Netflix, Where’s Your Audio Strategy?

By Media Unplugged Archives
Cover image for  article: Netflix, Where’s Your Audio Strategy?

If you’re a big media brand but not a big audio brand – NBC/Universal, AT&T/Warner Media, Netflix, Hulu, etc. – what’s your audio strategy?  Because you’d better develop one.

We’ve all watched as the world of podcasting explodes, but have the big media brands yet awakened to its power?  According to recent benchmark stats from Edison Media, 44% of Americans 12-plus have listened to a podcast at least once, and 17% have listened to at least one in the past week.  Listening is booming because of the ubiquity of mobile devices and consumers’ desire to listen to something they choose wherever they go and whenever they want.

Indeed, the same trends driving the new golden age of TV are driving a new golden age of audio with more talent, more choice, more great shows and more listener satisfaction than ever before.

From my perspective as a company working with media brands to create content, I’m seeing more and more interest in the audio space from these brands, yet most have a long way to go.

To date, there have been a number of big media brand experiments.  Besides audio versions of traditional over-the-air programs (such as the broad and primarily repurposed menu of offerings from the news channels) and a plethora of fan-created shows (where the latest episodes of their TV favorites are discussed and dissected) we’re now seeing original audio programs built to complement existing big media brand assets.

Perhaps the most notable example of this is a limited series called Wolverine: The Long Night, produced in association with Marvel.  One could easily imagine a universe of audio content that complements the burgeoning Marvel universe.  One could likewise imagine such a universe complementing the valuable TV or film brands of any big media company. Star Wars?  The Walking Dead?  The Conjuring?  It’s all coming.  All that and much more.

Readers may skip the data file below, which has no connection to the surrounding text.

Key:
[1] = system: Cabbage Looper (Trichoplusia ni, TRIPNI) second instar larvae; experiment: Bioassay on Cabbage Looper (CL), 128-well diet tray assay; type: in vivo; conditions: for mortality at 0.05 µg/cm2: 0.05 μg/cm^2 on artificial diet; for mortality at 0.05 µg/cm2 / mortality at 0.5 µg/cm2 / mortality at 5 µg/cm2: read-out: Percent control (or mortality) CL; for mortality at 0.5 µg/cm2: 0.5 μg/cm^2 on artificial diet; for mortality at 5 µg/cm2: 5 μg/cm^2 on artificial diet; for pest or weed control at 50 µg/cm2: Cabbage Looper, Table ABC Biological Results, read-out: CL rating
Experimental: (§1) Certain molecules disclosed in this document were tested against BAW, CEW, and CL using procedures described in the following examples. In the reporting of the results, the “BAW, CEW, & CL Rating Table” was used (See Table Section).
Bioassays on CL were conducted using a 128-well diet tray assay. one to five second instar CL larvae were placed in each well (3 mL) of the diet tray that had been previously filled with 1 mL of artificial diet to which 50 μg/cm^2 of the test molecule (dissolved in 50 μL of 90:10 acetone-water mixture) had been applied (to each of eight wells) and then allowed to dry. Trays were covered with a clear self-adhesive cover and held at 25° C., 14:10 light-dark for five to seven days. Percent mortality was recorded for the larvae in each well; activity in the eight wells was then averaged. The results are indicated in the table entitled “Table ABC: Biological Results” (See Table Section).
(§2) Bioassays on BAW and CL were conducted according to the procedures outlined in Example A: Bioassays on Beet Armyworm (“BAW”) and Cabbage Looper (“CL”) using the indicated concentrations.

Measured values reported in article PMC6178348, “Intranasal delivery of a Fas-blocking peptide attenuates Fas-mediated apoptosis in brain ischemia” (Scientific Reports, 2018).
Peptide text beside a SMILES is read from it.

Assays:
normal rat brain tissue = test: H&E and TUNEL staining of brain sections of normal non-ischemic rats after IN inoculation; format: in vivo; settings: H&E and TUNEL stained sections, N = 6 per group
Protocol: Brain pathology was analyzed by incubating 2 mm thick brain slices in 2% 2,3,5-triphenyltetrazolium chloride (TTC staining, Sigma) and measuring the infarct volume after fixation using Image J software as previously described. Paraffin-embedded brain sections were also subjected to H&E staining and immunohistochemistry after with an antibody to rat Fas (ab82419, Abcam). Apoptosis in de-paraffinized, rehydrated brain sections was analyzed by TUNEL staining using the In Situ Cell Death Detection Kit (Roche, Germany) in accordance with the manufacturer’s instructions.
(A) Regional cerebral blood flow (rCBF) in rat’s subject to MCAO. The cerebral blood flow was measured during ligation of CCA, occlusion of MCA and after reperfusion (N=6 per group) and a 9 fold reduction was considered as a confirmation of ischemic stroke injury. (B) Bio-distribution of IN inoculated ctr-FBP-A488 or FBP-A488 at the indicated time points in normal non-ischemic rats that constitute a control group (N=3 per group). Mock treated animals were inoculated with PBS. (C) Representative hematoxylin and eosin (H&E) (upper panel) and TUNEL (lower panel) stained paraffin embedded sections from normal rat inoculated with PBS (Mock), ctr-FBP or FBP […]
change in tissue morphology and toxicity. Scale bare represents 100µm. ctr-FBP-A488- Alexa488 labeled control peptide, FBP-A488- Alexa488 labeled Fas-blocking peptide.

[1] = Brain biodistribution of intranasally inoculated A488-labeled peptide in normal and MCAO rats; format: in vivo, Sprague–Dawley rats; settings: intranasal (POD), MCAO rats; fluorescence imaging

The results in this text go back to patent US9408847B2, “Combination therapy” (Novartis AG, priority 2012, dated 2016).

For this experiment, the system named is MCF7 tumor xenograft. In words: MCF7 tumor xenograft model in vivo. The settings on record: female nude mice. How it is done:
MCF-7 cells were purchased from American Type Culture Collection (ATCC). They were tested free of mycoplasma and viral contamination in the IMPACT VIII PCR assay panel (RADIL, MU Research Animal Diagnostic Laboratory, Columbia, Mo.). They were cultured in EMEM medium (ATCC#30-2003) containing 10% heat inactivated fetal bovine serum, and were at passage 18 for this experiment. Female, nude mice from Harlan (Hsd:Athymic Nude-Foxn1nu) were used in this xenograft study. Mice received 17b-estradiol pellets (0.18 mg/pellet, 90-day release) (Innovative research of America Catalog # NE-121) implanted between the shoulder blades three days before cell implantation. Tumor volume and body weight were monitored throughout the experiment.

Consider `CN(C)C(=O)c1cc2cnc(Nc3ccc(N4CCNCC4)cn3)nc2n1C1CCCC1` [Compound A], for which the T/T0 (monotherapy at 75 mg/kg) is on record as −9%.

These “universe extensions” make great sense:

  • They create new IP that leverages existing IP.
  • They satisfy the insatiable appetite for content from audiences that have to wait between TV seasons and cinematic tentpoles.
  • They’re relatively inexpensive compared to the enormous cost of advertising.
  • They are the “content” in “content marketing.”
  • Perhaps best of all from the brand’s perspective, they open up new revenue opportunities for existing brand assets.

In our conversations with these big media brands, we’re finding a few things in common. These brands:

  • Are all-in on digital and video but generally lack an audio strategy
  • Don’t know how to create effective podcasts, monetize them or popularize them
  • Don’t appreciate the wide variety of forms podcasts can take -- similar to the variety of forms in video
  • Don’t know what makes a podcast good or what constitutes a successful podcast
  • Smell opportunity but require a path to success

In the very near future, the universe surrounding valuable big media IP will include not only video and digital and graphic novels and merchandise and events and theme parks and music and games, etc.  It will also include audio.

And now is the time to develop that strategy and set it in motion.

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